SQL SERVER – How to Find If Queries are Run in Parallel?

Technology innovations over years have made personal computing and the infrastructure inside our datacenters even more powerful. Gone are the days when our laptops used to come with single processors and single cores. I wonder even if they ever sell such configurations in the market.

Talking about multi-cores on our desktops and servers, these days software like SQL Server just use them to the max. When working with SQL Server, there are a number of settings that influence using parallelism. Check blog “SQL SERVER – MAXDOP Settings to Limit Query to Run on Specific CPU”, “SQL SERVER – CXPACKET – Parallelism – Usual Solution – Wait Type” and many other posts on this topic.

Having said that, I have seen people struggle to identify parallel queries in their environments. So here is the first shot at this requirement.

FROM sys.dm_exec_cached_plans cp
CROSS APPLY sys.dm_exec_query_plan(cp.plan_handle) AS p
CROSS APPLY sys.dm_exec_sql_text(cp.plan_handle) AS q
WHERE cp.cacheobjtype = 'Compiled Plan' AND p.query_plan.value('declare namespace
p="http://schemas.microsoft.com/sqlserver/2004/07/showplan"; max(//p:RelOp/@Parallel)'
, 'float') > 0

Queries that run in Parallel can be found with the above query. Remember, if a query runs in parallel it is a query that SQL Server thinks is expensive enough to run in parallel. MAX_DOP and the cost_threshold_for_parallelism drive the behavior. MAX_DOP should be configured to match the number of physical processors in the server if required.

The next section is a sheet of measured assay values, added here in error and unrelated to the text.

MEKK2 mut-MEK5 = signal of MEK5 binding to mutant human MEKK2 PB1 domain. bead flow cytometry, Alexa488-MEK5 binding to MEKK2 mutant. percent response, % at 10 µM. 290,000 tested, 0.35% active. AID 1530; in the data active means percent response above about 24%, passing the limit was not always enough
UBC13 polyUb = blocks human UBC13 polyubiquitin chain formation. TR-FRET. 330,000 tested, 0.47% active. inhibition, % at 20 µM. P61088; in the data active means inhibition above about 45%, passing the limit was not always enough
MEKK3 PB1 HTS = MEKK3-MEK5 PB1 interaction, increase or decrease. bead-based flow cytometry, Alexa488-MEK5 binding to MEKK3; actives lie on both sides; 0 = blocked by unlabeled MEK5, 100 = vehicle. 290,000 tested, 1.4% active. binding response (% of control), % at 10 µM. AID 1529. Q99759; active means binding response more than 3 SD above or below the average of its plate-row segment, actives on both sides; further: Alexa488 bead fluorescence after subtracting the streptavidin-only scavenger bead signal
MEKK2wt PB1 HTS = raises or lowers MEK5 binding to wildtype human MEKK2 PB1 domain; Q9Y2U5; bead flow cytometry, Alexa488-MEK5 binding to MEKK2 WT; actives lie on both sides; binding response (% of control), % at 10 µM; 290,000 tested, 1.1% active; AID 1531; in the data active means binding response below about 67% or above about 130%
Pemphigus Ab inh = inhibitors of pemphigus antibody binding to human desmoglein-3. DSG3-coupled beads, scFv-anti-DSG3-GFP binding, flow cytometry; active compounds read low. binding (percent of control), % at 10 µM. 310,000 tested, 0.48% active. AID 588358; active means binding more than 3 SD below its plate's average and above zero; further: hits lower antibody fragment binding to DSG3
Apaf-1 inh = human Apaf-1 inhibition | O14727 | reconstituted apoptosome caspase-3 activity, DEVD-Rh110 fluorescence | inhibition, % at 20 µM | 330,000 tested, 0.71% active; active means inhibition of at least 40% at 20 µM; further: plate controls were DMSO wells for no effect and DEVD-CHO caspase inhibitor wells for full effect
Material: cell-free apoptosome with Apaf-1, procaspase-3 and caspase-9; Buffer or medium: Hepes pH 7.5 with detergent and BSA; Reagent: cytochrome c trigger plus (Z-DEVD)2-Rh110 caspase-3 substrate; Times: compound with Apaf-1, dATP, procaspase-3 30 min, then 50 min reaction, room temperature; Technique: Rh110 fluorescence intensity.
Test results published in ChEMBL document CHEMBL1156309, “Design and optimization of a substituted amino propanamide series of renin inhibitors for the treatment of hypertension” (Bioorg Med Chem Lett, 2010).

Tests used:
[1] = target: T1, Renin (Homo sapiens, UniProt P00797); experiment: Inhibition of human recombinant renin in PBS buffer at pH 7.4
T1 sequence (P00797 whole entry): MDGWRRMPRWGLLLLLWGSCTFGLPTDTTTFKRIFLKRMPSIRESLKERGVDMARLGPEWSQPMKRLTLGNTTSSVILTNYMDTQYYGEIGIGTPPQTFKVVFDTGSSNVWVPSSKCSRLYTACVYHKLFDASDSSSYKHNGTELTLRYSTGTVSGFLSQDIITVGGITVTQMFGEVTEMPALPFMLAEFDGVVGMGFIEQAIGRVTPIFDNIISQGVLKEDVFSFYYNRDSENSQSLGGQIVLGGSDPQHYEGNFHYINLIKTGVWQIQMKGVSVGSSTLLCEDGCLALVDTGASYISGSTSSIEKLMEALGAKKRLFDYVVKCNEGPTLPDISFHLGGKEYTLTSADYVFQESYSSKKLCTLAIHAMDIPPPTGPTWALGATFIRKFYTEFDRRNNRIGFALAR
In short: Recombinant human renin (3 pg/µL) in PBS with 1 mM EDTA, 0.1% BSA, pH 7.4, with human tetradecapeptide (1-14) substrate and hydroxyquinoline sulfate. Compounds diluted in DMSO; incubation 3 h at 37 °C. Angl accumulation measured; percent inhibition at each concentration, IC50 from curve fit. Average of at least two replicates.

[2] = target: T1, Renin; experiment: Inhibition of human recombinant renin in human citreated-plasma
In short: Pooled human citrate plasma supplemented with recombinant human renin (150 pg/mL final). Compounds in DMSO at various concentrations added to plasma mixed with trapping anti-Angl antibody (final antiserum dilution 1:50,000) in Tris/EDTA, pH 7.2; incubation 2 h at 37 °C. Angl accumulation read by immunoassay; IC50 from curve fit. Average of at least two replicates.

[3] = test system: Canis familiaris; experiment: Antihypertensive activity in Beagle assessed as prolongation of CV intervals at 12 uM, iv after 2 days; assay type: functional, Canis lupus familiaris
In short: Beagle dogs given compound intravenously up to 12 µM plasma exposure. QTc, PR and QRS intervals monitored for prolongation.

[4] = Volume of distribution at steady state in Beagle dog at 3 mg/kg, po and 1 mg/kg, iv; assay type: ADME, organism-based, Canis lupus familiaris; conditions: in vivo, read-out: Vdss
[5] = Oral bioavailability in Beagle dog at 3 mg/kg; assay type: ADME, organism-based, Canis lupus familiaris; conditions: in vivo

The next step is to understand what to do when you find them? When you find them look for ways to make them run more efficiently if they are run often and their performance during business hours is critical. Check indexing in DTA for recommendations, simplify the query, remove ORDER BYs, GROUP BYs, if they aren’t necessary – these are some steps to help you guided.

Another way to find parallelism is to get queries where the amount of time spent by the workers are more than the query execution time. You can also use the below method to get the same too:

sys.dm_exec_query_stats qs
CROSS APPLY sys.dm_exec_sql_text(qs.plan_handle) AS q
WHERE qs.total_worker_time > qs.total_elapsed_time

I hope these two scripts will be of use and you have something similar in your environments. Please share me scenario’s where you saw parallelism perform slower and how did you find them? Do let me know via comments.

Reference: Pinal Dave (http://blog.sqlauthority.com)

SQL SERVER – Parallelism Query in Database

I recently came across two interesting questions asked by Feodor over here. He has asked very interesting questions. Please check them as follows:

If I have a dual core computer and I would like to get a query executed with parallelism in order to test it, how would I do that? You can use the AdventureWorks database and let me know if you can get a query to execute in parallel.

I am running machine which has 2 different cores. I was able to reproduce the parallel query using following T-SQL Script.

USE AdventureWorks
FROM Sales.SalesOrderDetail sod
INNER JOIN Production.Product p ON sod.ProductID = p.ProductID

When I ran the above query I was able to reproduce the parallel query plan for the same. Following is the image of the same.

Parallelism SQL SERVER   Parallelism Query in Database

I would like to get your input if you get a parallel plan too when you run above query. If you do not get one, do let me know but before you post here, check that your “max degree of parallelism” is set to 0 or more than 1. You can check your “max degree of parallelism” by running the following query.

SELECT name, value
FROM sys.configurations
WHERE name = 'max degree of parallelism'

Here is the output of the same query.

maxdopcheck SQL SERVER   Parallelism Query in Database

Additionally, Feodor’s second question asks if we can simulate Parallelism in a single-core machine. If you know the answer, please feel free to comment on this blog post.

Reference : Pinal Dave (http://blog.SQLAuthority.com)